GWEN IFILL: And joining me now for more on the deadly journeys that thousands are taking, and the European community's response, is Daryl Grisgraber, senior advocate at Refugees International for the Middle East and Africa.
Thank you for joining us.
It seems there are two big questions here. Why do the migrants come, and what do you do about them once they get on their way? Let's start with the first part. Why are they coming?
DARYL GRISGRABER, Refugees International: There are a number of reasons that people leave their countries of origin, of course, conflict, poverty, persecution.
So, in a lot of Africa and particularly in the Middle East, you will find people who are fleeing these particular issues. Many of them end up on the north coast of Africa and do migration by sea when land routes are not as easily available to them. What to do about them is a much more complicated issue.
GWEN IFILL: I want to go back a little bit about who these people are.
DARYL GRISGRABER: Sure.
GWEN IFILL: Because they're not Libyans necessarily, and they're not from any one place.
DARYL GRISGRABER: No, not at all.
We have seen Syrians making their way from Egypt into Libya to try to make the sea crossing. They're people coming from the Horn of Africa fleeing human rights violations who end up there as well, people from sub-Saharan Africa. People are coming from anywhere that they can find a migration route that is open. And often when they end up on the north coast of Africa, they are getting on these boats.
GWEN IFILL: Yes. And is it fair to say that we are seeing this increase in numbers, this stunning increase in numbers because of the weather? Because of what?
DARYL GRISGRABER: Well, the weather is — this is considered the sailing season right now, so the weather is a little bit calmer, the waters are slightly easier to deal with.
But I think what we're looking at is what's happening in the countries that people are fleeing from. Human rights violations are a daily occurrence for many people in many places, again, in this part of the world. Conflict in Syria, for example, is driving people out. And there are some Libyans joining as well. Libya is kind of in chaos right now.
So people are coming from all over, but they're are all fleeing situations that are making them desperate. And they feel like they need to be elsewhere.
GWEN IFILL: What about the ones who land, the ones who don't drown on route? Is it possible — where do they end up, where do they end go?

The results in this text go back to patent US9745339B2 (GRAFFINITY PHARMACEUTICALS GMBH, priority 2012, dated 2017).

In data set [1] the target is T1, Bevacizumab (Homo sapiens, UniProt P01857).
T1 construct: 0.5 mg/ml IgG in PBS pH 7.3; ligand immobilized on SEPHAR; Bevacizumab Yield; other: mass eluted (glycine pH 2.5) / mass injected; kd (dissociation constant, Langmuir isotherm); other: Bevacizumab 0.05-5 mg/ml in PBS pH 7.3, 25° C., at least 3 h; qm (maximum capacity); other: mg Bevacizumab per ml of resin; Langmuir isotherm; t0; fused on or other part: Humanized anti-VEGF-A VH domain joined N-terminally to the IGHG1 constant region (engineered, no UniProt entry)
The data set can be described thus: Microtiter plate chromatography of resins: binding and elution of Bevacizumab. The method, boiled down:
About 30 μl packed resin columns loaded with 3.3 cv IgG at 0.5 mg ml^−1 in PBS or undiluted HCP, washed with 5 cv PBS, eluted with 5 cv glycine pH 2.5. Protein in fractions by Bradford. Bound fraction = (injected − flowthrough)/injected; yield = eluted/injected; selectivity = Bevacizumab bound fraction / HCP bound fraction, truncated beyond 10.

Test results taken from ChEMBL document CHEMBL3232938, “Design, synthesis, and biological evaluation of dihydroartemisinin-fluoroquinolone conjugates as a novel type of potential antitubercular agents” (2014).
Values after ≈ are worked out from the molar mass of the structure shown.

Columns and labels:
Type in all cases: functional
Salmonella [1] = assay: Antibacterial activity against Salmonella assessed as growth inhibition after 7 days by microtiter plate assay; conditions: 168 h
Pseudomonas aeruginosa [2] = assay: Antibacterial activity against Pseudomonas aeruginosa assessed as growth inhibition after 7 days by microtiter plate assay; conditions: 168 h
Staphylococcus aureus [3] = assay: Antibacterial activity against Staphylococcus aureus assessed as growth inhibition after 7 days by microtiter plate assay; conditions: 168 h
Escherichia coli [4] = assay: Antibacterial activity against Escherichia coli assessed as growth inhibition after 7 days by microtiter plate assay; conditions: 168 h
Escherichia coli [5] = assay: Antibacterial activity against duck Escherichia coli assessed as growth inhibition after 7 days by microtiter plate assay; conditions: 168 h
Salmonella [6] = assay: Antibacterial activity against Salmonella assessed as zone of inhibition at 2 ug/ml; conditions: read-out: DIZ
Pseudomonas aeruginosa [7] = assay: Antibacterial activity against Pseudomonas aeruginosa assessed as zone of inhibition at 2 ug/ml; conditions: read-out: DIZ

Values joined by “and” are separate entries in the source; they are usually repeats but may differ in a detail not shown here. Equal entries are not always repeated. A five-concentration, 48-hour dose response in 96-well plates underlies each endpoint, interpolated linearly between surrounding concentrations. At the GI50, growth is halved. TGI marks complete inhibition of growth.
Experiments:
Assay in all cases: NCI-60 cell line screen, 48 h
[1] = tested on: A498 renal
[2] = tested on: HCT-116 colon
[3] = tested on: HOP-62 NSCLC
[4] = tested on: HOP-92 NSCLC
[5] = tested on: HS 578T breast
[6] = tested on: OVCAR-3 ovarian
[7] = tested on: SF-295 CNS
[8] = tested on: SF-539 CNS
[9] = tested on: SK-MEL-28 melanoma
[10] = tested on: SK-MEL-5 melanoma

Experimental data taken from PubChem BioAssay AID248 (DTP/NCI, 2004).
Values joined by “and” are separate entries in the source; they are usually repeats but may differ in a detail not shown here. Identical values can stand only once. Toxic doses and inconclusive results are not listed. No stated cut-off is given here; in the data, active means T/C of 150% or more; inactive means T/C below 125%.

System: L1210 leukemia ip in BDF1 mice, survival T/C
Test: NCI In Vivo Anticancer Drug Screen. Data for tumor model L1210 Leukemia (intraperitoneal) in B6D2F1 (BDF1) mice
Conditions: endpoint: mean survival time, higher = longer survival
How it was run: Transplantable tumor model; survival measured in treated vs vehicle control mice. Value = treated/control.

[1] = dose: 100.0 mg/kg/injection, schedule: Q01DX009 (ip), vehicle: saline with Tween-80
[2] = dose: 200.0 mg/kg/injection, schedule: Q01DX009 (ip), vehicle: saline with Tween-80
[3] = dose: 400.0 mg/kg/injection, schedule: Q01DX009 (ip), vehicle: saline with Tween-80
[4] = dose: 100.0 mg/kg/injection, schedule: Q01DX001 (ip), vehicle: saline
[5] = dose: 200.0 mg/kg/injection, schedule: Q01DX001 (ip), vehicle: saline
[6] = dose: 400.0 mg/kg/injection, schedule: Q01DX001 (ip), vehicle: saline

DARYL GRISGRABER: It depends where they are.
Many of them end up in detention. And there are definitely efforts by European countries to send them back. A lot of them have dreams of moving on further to join family members, often in Scandinavia, for example, or in Western Europe. A lot of them are not getting there, and many of them languish in, for example, transit centers along the coast of the European countries because they're not allowed in.
GWEN IFILL: Well, then let's talk about the second hard part, as you identified, what do you do about it. Today, we saw the meeting among the European Union countries in which they're beginning to make common cause?
DARYL GRISGRABER: There is — yes, there's a move toward that.
And I think it will be a little bit of a question how quickly that can be done and how thorough the response can be. The common cause, unfortunately, might not focus as much on humanitarian and lifesaving activities, as it does on deterrence at the border and creating a secure area. So — sorry. Go ahead.
GWEN IFILL: No, I was going to ask you to explain — expand on that a little bit. When you say deterrence, what do you mean? Here, we talk about building fences. What are they talking about?
DARYL GRISGRABER: Yes, well, in many ways, it's the same thing, not building a fence, but, for example, not making people think that if they get on a boat that is unsafe and it starts to sink, that they are going to be rescued by someone in those European countries, for example.
Search and rescue missions were very much at the heart of the operation that was going on in the Mediterranean for a lot of last year and some of 2013. The new operation that has taken it over and it's not as comprehensive geographically and certainly doesn't have the same amount of funding is much more about deterrence and keeping people away from the borders, trying to avoid having people arrive in the first place.
GWEN IFILL: Trying to stop people from getting on the boats or getting off the boats?
DARYL GRISGRABER: Getting off the boats mostly.
But it would be useful in some ways to create situations where people feel like they don't need to get on the boats as well.
GWEN IFILL: And that's the more complicated part of this.
DARYL GRISGRABER: It certainly is, yes.
GWEN IFILL: Daryl Grisgraber of Refugees International, thank you very much.
DARYL GRISGRABER: Thank you.